08 Oct
October 08, 2013

Bonds have long been a staple of most investment portfolios, especially for those in retirement. With historically low interest rates, should investors continue to maintain the bond exposure within their portfolios? The short answer is yes. Let’s look at a couple reasons why bonds still make sense as part of a diversified portfolio.

Perhaps the most important aspect of bonds for retirees is the fact that they provide stability within a portfolio, which ultimately reduces volatility. The inherent stability of bonds

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22 Jun
June 22, 2012

A recent study by Demos, a non-partisan public policy group, estimates that the average American household will pay a total of $155,000 in 401(k) fees over their lifetime. This equates, on average, to 30% of the total value of their 401(k) plans! This study found that, while investors have access to expense ratios of the underlying investments within 401(k) plans, they rarely factor other expenses (trading costs, bid-ask spreads, and administrative fees) into their fee calculations. All told,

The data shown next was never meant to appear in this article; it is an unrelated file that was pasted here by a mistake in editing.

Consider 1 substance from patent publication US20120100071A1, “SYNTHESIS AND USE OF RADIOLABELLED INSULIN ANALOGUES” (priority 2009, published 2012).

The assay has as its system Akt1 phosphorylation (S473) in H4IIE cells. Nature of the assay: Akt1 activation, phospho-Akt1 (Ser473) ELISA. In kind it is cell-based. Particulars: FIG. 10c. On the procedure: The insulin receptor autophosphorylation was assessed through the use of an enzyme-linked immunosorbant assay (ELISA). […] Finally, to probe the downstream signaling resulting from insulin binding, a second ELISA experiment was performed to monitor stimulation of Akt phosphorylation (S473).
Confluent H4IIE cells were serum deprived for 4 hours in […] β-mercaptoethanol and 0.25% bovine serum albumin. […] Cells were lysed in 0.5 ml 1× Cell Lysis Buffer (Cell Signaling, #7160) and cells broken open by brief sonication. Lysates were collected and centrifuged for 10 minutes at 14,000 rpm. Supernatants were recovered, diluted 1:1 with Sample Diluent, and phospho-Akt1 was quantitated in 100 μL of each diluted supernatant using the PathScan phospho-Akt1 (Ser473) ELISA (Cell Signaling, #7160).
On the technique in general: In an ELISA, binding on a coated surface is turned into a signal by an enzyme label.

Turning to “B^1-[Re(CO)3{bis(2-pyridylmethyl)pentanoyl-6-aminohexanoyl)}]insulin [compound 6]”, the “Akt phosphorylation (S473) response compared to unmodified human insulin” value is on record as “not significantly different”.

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29 Mar
March 29, 2012

As the Baby Boomer generation approaches and enters retirement, the longevity of their assets will depend primarily on their levels of expenses in retirement. Many individuals have heard that they need 70% of pre-retirement income in order to maintain their lifestyle during retirement. While this may be true for some, this number can also be very misleading. For me, a better way of determining what level of expenses you can expect in retirement is simply to put pen to paper

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27 Oct
October 27, 2011

Economic uncertainty and longer life expectancies have created stress for many baby boomers. This generation is quickly becoming known for being the sandwich generation – those trying to provide financial support for both their aging parents as well as their young adult children. It is normal for many of these parents to try lending a hand to their children, many of whom have been a casualty of high unemployment. At the same time that these young adults

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02 Sep
September 02, 2011

2011 has been a volatile year to say the least. The world has experienced earthquakes, tsunamis, debt ceiling negotiations, European debt negotiations, riots, and economic uncertainty. As a result of many of these events, the world equity markets have been quite the rollercoaster ride for virtually all investors. Despite the volatility in the markets, the DOW Industrial Average managed to turn positive for the year to close out the month of August. While the S&P 500 is still

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